LIVINGSTON, NJ - Livingston’s Peanut Shell Early Learning Center at the West Essex YMCA has hired Stephanie Anderson as the new director of the Center. Anderson, who be came the director in Sept., boasts strong teaching experience and expertise in working with children of all abilities. State-licensed Peanut Shell is the only childcare center in Livingston accredited by the National Association for the Education of Young Children.

According to the YMCA, Anderson brings a love of teaching that began in childhood to her new job as director of Peanut Shell Early Learning Center at the West Essex YMCA.

“I’ve always wanted to be a teacher,’’ said Anderson, recalling how she would arrange the family play room into a classroom and designate her three siblings as students.

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Anderson said she has found her niche at the West Essex Y. “It’s unusual to work with so many passionate people who dedicate their time to a remarkable organization.’’

“Stephanie’s passion for teaching and her expertise working with children of all abilities make her a perfect fit for the job,’’ said West Essex Y Executive Director Helen Flores.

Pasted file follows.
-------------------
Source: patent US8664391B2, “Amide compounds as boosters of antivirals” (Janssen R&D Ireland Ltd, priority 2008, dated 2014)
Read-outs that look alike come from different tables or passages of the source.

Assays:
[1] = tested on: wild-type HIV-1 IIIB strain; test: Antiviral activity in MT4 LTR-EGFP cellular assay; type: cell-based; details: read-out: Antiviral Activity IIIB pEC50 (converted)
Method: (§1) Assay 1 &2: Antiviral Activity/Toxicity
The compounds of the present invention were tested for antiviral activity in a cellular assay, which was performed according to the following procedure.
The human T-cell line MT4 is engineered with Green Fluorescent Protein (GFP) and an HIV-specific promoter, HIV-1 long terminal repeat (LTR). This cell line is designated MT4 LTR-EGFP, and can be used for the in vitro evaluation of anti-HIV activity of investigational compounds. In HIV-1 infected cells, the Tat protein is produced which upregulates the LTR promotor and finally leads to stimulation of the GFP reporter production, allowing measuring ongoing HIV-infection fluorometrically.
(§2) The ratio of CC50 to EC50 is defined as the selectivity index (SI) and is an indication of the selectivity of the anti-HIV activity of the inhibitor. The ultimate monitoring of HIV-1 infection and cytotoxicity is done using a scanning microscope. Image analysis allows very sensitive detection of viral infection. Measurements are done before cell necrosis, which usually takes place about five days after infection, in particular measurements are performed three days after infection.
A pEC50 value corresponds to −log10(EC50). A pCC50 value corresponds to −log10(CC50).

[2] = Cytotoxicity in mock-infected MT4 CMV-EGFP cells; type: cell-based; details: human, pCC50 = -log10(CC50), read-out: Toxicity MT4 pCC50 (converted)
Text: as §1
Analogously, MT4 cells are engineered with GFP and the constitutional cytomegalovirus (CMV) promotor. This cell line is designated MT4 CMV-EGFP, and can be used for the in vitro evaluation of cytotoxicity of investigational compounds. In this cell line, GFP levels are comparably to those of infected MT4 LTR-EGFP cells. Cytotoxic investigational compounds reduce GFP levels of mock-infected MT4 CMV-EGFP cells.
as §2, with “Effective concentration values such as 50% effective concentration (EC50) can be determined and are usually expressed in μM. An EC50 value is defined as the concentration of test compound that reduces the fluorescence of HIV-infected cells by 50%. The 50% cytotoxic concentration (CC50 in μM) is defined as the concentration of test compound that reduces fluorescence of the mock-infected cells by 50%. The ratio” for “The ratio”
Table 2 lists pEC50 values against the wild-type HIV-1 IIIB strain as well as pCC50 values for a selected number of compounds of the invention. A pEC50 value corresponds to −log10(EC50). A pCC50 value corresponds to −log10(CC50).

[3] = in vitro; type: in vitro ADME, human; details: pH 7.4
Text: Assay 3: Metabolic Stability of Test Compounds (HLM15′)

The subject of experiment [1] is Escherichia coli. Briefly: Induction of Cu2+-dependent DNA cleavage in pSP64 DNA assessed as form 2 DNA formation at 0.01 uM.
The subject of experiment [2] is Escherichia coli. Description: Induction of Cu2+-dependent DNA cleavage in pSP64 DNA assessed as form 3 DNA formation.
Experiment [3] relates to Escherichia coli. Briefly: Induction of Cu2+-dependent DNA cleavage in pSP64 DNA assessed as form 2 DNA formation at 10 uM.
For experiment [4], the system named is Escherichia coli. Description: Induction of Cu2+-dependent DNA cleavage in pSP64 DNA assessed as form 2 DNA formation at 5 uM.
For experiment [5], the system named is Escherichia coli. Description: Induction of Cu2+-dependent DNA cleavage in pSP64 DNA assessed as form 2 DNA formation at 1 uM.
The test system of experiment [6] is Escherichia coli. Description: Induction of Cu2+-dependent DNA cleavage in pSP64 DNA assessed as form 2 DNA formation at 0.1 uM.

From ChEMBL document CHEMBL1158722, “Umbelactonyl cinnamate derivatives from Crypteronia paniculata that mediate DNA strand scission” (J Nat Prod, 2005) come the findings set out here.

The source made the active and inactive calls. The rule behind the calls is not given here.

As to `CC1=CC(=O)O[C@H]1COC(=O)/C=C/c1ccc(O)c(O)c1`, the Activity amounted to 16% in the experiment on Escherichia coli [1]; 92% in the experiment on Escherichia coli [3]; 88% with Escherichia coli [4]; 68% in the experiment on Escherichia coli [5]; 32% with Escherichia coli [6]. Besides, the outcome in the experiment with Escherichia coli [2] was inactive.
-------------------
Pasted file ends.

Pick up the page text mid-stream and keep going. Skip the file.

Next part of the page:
Anderson uses a broad range of teaching techniques to address children’s different abilities and incorporates lots of movement in the learning process. She plans to expand the Peanut Shell’s arts and literacy programming with monthly units on artists and authors.

“Early childhood is such a vital time for growth and development,” she said. “Young children learn best through play.’’

Developing children’s social and emotional awareness so that they learn to advocate for themselves is key. “Only when a child can ask for help or tell another child they don’t want to play a game can all the academic learning come,’’ she said.

“Young children should love school. It should be fun, warm, and inviting,’’ added Anderson.

“I have always felt passionate about closing the achievement gap in education, and working for the Y allows me to level the playing field for children who otherwise might miss out on a quality education,’’ Anderson said.

In high school, Anderson babysat for neighborhood children, including one who had autism. While earning her bachelor’s degree at the College of Saint Elizabeth in Morris Township, she worked with young children with autism and other disabilities at the ARC of Morris.

As an AmeriCorps volunteer, Anderson coached high school basketball and taught yoga and healthy eating initiatives to children in public housing. She worked in New York City teaching hospitalized children ages 4 to 10 diagnosed with cognitive disabilities and psychological impairments.

Anderson earned a master’s degree in childhood education from Pace University in New York and worked as an educational administrator. Prior to joining the Y, she was director of a multi-location art and play-based preschool, managing a team of 25 teaches and teaching yoga.

She grew up in New Jersey and now lives in Clifton with her husband, James, and their two dogs, Sadie and Vanessa.